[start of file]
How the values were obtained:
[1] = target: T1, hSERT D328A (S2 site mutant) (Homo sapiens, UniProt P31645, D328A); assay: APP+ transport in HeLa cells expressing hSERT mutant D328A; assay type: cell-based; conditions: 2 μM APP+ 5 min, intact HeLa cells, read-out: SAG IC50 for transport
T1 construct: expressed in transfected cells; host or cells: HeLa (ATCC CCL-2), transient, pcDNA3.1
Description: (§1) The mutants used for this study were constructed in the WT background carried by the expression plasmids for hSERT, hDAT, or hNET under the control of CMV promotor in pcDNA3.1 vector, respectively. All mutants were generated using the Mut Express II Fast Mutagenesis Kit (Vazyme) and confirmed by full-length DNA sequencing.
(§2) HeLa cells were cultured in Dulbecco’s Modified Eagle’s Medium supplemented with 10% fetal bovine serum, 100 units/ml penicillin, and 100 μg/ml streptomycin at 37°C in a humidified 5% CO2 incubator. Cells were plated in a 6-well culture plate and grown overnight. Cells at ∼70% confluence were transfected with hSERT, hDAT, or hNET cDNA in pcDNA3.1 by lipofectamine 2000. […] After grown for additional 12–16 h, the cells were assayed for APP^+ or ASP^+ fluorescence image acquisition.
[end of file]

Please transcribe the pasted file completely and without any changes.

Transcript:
How the values were obtained:
[1] = target: T1, hSERT D328A (S2 site mutant) (Homo sapiens, UniProt P31645, D328A); assay: APP+ transport in HeLa cells expressing hSERT mutant D328A; assay type: cell-based; conditions: 2 μM APP+ 5 min, intact HeLa cells, read-out: SAG IC50 for transport
T1 construct: expressed in transfected cells; host or cells: HeLa (ATCC CCL-2), transient, pcDNA3.1
Description: (§1) The mutants used for this study were constructed in the WT background carried by the expression plasmids for hSERT, hDAT, or hNET under the control of CMV promotor in pcDNA3.1 vector, respectively. All mutants were generated using the Mut Express II Fast Mutagenesis Kit (Vazyme) and confirmed by full-length DNA sequencing.
(§2) HeLa cells were cultured in Dulbecco’s Modified Eagle’s Medium supplemented with 10% fetal bovine serum, 100 units/ml penicillin, and 100 μg/ml streptomycin at 37°C in a humidified 5% CO2 incubator. Cells were plated in a 6-well culture plate and grown overnight. Cells at ∼70% confluence were transfected with hSERT, hDAT, or hNET cDNA in pcDNA3.1 by lipofectamine 2000. […] After grown for additional 12–16 h, the cells were assayed for APP^+ or ASP^+ fluorescence image acquisition.